On the southeast corner of the Denver Sustainability Park, George Nez and Doug Eichelberger stand before an unusual-looking structure they have designed and built. Its features: it costs nearly nothing to assemble other than sweat; it looks distinctive; it can be erected anywhere in the world; it is structurally strong, and it helps clean the land of trash.
The building is made primarily from materials that can be found in trash heaps worldwide – plastic bottles and scrap pieces of rock and broken concrete. Instead of being used to build house on the cheap, these are materials that sadly end up in the waste stream. But here this bunch of scrap is a worthy building material that can be used to provide shelter for people who have none. Haiti immediately comes to mind.
When asked what name should be given to the structure with its distinctive hyperbolic paraboloid roof designed by Nez, he dismisses the suggestion he and Eichelberger name it after themselves. Nez, many years ago, the director of planning for Denver, and then an international habitat pioneer developing emergency housing for people suffering from disasters like earthquakes and floods, has little interest in applying his name.
“Call it an organic structure made with salvage materials,” he answers tersely.
The demonstration building – erected in a skeletal form so observers can understand the structure – will be on display in the sustainability park. While it has required a considerable amount of time for assembly, it cost little – a primary goal the men have in their quest to design habitats for people who need them the most.
As Eichelberger points out, “The philosophy behind this project is to help the poorest or the poor in our world. It is presented as a ‘win-win’, clean up the environment and create housing. It is labor intensive, but technically very simple.” Eichelberger, an architect and sculptor, built his first version of a trash barn in 1995 on his ranch in Larkspur, CO.
The walls on this structure have been assembled using two systems: bales of scrap plastic which were donated by Alpine Recycling – each bale weighing 900 pounds – then set in place with a forklift. A second method, one more fitting for people without construction equipment, involved hand filling the wire structure, or gabion, with plastic, rock, or broken concrete. When the wall sections of bales were in place, a coat of stucco was applied. The stucco stabilized the wall structure before the roof was set. “The stucco is the armor that holds everything together, says Nez.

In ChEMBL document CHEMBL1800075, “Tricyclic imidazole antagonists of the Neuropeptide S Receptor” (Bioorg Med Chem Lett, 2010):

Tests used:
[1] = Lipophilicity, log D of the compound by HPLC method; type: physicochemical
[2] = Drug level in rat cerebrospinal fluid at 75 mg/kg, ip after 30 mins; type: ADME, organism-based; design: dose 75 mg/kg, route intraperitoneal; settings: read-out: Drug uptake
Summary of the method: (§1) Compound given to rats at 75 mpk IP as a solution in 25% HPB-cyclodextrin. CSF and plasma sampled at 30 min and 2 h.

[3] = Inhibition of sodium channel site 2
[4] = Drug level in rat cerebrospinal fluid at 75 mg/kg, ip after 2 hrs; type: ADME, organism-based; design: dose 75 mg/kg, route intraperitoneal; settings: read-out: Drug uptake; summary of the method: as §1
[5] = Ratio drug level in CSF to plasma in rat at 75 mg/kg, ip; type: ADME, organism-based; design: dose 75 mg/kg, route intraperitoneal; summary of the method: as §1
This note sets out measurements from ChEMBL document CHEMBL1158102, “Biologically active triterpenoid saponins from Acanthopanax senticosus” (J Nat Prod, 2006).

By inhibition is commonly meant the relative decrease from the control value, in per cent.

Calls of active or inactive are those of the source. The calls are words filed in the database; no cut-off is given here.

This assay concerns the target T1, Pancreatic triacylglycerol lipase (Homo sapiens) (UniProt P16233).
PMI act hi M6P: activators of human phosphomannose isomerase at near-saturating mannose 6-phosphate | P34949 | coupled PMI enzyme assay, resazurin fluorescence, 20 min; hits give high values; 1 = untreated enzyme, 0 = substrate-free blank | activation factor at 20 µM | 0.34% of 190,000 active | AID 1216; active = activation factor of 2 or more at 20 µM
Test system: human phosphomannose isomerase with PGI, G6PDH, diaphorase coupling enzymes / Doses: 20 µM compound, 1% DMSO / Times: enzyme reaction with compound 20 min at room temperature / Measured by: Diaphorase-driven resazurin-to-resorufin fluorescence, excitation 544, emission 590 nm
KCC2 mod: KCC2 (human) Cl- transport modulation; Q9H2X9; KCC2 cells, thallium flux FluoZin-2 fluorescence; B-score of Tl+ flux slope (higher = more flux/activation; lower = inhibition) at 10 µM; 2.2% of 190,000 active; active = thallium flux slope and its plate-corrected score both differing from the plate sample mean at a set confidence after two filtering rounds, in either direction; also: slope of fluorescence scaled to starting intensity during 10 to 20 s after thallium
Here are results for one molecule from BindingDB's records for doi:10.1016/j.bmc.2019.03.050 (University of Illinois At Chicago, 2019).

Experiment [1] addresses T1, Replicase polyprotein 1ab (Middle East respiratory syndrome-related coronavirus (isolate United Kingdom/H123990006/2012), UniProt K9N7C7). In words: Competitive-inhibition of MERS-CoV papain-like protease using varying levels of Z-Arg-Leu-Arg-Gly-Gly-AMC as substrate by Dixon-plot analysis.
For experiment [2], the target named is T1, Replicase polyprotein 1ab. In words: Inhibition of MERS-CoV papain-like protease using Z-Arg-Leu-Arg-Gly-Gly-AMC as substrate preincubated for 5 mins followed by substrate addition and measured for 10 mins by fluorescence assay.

The hyperbolic paraboloid roof was built on the ground and covered with mesh before being coated with latex-modified lightweight concrete. It was then hoisted into place using a small crane. In a developing country, the men say such a roof would be hoisted by hand in a ‘barn raising’ fashion.
“I’ve seen great video of 20-plus people lifting and pushing a roof like this into place. Everyone is yelling at the same time, with a big cheer at the end when the roof is in place,” says Eichelberger. “Everything we’ve done to date has been done as it would in the field, except the roof. George is 90, I’m 55, and our friends are the same vintage. We just can’t muscle it into place, so we used the crane.”
Nez’s roof structures have already been used successfully in countries like Rwanda, Sudan, and Romania. Of note, the structure features ventilation and an elevated ceiling space with a second floor deck that can be used for sleeping or storing goods.
Two things ring out loud and clear about this habitat demonstration from the two men: its remarkably low cost and its positive environmental impact, salvaging materials that are being fed to the waste stream. “That waste all over the world completely chokes the land,” says Nez.
This building with no name truly is a “win-win” solution.